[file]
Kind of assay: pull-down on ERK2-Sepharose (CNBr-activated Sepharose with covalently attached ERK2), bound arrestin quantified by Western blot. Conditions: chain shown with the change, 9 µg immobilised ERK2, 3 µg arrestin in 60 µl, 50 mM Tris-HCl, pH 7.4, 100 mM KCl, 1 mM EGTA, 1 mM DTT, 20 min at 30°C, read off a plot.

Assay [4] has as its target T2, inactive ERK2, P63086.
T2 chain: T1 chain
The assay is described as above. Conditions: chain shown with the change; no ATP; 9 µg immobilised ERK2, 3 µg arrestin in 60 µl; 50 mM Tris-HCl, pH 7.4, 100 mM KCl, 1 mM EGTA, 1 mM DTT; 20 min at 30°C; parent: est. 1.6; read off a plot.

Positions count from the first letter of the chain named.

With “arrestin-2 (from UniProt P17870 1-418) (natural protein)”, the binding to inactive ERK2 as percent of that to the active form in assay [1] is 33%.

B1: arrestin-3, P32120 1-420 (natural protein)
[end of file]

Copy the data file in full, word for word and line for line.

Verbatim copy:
Kind of assay: pull-down on ERK2-Sepharose (CNBr-activated Sepharose with covalently attached ERK2), bound arrestin quantified by Western blot. Conditions: chain shown with the change, 9 µg immobilised ERK2, 3 µg arrestin in 60 µl, 50 mM Tris-HCl, pH 7.4, 100 mM KCl, 1 mM EGTA, 1 mM DTT, 20 min at 30°C, read off a plot.

Assay [4] has as its target T2, inactive ERK2, P63086.
T2 chain: T1 chain
The assay is described as above. Conditions: chain shown with the change; no ATP; 9 µg immobilised ERK2, 3 µg arrestin in 60 µl; 50 mM Tris-HCl, pH 7.4, 100 mM KCl, 1 mM EGTA, 1 mM DTT; 20 min at 30°C; parent: est. 1.6; read off a plot.

Positions count from the first letter of the chain named.

With “arrestin-2 (from UniProt P17870 1-418) (natural protein)”, the binding to inactive ERK2 as percent of that to the active form in assay [1] is 33%.

B1: arrestin-3, P32120 1-420 (natural protein)